The album's opening track, “Shine a Light," is a catchy, radio-friendly anthem that incorporates a syncopated New Orleans-style rhythm, Brazilian percussion, a reggae underpinning and a sing-along chorus. As with many of Rocky's songs, the message is inspirational and upbeat: "Light up the darkness / With a positive spirit / Oh let the sun shining in with a wave of a joyful sound / Whether high or low I will not be afraid / To lift my head up reach and touch the sky / Hey, I believe we can / Shine a light so bright / For the world to see."
Branches of the Same Tree also demonstrates Rocky's more introspective talents with the ballads "Butterfly" and "Island Girl." The former is a Bob Marley composition that was never formally recorded by the reggae legend. Rocky adapted this version from a rough Marley demo, giving it a lilting tropical feel supported by long time Ben Harper collaborator Tom Freund on ukulele and Jack Johnson drummer Adam Topol. The simple yet enchanting closing track "Island Girl" also features Tom Freund on ukulele.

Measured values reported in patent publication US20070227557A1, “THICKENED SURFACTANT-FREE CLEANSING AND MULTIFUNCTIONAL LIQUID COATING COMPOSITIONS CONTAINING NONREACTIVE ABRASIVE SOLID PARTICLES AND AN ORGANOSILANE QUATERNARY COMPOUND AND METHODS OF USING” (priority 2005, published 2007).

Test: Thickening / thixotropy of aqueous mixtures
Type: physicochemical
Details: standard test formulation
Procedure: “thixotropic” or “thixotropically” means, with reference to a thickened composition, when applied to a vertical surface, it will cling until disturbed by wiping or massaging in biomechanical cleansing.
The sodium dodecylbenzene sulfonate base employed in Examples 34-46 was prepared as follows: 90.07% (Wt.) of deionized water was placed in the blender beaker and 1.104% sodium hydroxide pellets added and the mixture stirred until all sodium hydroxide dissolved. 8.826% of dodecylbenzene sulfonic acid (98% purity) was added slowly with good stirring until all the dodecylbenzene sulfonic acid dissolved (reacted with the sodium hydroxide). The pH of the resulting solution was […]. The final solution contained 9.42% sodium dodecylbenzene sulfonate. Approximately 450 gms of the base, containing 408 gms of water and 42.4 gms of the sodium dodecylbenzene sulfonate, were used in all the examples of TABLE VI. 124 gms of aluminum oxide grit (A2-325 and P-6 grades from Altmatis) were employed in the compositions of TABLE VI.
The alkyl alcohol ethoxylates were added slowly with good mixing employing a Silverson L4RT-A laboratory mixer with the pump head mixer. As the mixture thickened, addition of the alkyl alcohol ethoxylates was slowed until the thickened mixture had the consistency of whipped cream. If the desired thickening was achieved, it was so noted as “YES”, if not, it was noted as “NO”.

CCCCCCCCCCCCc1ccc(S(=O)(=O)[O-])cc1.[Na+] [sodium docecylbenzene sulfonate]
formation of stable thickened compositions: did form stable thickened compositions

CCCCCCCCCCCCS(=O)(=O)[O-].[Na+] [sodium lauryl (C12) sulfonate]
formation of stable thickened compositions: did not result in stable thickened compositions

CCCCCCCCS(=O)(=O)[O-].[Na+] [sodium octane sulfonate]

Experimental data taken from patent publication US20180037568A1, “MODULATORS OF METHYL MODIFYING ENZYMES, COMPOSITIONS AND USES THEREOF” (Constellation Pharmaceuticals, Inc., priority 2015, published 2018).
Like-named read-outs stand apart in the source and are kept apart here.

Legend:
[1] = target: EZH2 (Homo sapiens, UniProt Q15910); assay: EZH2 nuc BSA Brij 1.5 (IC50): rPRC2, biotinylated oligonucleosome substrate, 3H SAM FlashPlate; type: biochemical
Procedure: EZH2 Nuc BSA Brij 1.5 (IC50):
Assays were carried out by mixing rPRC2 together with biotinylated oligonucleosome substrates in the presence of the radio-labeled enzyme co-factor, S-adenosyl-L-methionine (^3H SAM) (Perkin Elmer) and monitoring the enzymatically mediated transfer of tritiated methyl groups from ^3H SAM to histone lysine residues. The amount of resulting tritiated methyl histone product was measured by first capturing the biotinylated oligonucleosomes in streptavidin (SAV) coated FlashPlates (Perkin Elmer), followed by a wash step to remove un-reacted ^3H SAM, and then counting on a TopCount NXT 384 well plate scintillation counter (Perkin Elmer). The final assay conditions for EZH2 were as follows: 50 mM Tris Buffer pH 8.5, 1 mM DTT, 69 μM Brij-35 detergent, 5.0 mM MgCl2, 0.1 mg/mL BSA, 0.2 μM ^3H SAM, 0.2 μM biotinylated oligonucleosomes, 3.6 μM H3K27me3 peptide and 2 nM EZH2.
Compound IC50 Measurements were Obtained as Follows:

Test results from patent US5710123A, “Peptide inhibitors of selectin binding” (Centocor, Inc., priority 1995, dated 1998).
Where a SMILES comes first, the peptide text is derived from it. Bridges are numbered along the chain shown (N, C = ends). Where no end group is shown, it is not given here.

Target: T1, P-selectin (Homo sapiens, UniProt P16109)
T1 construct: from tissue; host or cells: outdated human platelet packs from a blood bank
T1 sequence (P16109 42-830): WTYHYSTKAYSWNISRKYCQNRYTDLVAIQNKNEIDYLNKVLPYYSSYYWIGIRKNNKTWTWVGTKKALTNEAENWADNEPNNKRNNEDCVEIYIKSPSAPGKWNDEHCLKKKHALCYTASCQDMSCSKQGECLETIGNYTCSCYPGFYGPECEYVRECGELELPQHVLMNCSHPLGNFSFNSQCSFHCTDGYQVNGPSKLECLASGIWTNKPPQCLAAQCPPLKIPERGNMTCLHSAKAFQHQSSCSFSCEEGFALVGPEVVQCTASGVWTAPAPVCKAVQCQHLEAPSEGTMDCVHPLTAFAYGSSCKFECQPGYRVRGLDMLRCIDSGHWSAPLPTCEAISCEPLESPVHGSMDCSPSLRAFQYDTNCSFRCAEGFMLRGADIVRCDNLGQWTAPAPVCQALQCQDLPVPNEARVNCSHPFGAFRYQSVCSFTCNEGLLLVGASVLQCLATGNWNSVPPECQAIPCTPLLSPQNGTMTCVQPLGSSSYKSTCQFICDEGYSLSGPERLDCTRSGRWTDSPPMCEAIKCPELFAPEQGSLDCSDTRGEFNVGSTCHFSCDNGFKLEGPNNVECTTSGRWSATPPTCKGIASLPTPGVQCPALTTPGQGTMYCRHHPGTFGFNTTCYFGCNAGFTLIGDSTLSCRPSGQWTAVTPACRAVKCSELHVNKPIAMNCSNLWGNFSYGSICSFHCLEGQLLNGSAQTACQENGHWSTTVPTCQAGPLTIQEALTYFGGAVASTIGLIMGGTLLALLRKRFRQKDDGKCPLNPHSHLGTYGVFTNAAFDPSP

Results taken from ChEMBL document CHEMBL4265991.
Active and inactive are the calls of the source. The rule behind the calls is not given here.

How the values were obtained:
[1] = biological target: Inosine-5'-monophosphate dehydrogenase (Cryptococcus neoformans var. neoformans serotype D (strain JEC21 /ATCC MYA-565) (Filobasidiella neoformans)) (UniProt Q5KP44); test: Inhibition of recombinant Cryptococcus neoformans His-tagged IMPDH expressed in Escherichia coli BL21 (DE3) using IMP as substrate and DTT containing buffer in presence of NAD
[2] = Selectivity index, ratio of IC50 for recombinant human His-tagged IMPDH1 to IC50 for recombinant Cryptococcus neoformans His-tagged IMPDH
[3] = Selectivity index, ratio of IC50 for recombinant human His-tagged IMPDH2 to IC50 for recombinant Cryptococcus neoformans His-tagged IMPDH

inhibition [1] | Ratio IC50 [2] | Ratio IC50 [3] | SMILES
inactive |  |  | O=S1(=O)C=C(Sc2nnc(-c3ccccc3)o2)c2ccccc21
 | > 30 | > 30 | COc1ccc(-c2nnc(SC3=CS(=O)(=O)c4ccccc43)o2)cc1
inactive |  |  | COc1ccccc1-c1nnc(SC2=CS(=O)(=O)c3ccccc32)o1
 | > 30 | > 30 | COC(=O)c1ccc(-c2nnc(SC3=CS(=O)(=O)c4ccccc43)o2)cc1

The Bob Marley influence is also apparent on Rocky's cover of the iconic Marley and Peter Tosh composition "Get Up, Stand Up." Rocky gives his version an Afrobeat touch and sings the lyrics in the Pidgin English vernacular of Ghana. Rocky's commitment to political activism and cultural pride is further demonstrated on the powerful song "Black Star," which features a guest appearance by Samini, a rising star in Ghana. "Black Star" celebrates Africa, calling for a new vision from the modern generation of Africans. It reaches for unity and strength among Africans as well as anyone around the world who shares the belief that the roots of mankind can be found on the continent." Rocky sings out, "Remember who you are / Remember where you are from / Then you gonna know which way the wind will blow / Educate your mind, dedicate your heart / That is the only way this victory will grow / Black Star arise show the people what you know."